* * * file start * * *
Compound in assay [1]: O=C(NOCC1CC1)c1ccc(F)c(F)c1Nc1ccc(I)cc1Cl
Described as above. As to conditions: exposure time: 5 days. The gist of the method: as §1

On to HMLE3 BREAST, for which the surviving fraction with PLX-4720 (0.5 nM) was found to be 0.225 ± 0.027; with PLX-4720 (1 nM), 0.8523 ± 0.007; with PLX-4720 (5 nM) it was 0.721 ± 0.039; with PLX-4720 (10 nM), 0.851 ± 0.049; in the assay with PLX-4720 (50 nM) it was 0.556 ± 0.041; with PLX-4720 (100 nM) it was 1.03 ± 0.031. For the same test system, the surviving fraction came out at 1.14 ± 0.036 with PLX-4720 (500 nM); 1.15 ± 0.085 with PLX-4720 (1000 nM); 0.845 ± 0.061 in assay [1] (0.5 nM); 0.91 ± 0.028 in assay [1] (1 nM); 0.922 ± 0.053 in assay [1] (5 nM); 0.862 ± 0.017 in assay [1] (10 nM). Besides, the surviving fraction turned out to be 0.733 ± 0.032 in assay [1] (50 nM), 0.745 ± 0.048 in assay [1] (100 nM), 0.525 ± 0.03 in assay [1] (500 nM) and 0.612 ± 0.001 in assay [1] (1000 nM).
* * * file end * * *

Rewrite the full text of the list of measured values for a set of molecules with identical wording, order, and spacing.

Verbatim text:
Compound in assay [1]: O=C(NOCC1CC1)c1ccc(F)c(F)c1Nc1ccc(I)cc1Cl
Described as above. As to conditions: exposure time: 5 days. The gist of the method: as §1

On to HMLE3 BREAST, for which the surviving fraction with PLX-4720 (0.5 nM) was found to be 0.225 ± 0.027; with PLX-4720 (1 nM), 0.8523 ± 0.007; with PLX-4720 (5 nM) it was 0.721 ± 0.039; with PLX-4720 (10 nM), 0.851 ± 0.049; in the assay with PLX-4720 (50 nM) it was 0.556 ± 0.041; with PLX-4720 (100 nM) it was 1.03 ± 0.031. For the same test system, the surviving fraction came out at 1.14 ± 0.036 with PLX-4720 (500 nM); 1.15 ± 0.085 with PLX-4720 (1000 nM); 0.845 ± 0.061 in assay [1] (0.5 nM); 0.91 ± 0.028 in assay [1] (1 nM); 0.922 ± 0.053 in assay [1] (5 nM); 0.862 ± 0.017 in assay [1] (10 nM). Besides, the surviving fraction turned out to be 0.733 ± 0.032 in assay [1] (50 nM), 0.745 ± 0.048 in assay [1] (100 nM), 0.525 ± 0.03 in assay [1] (500 nM) and 0.612 ± 0.001 in assay [1] (1000 nM).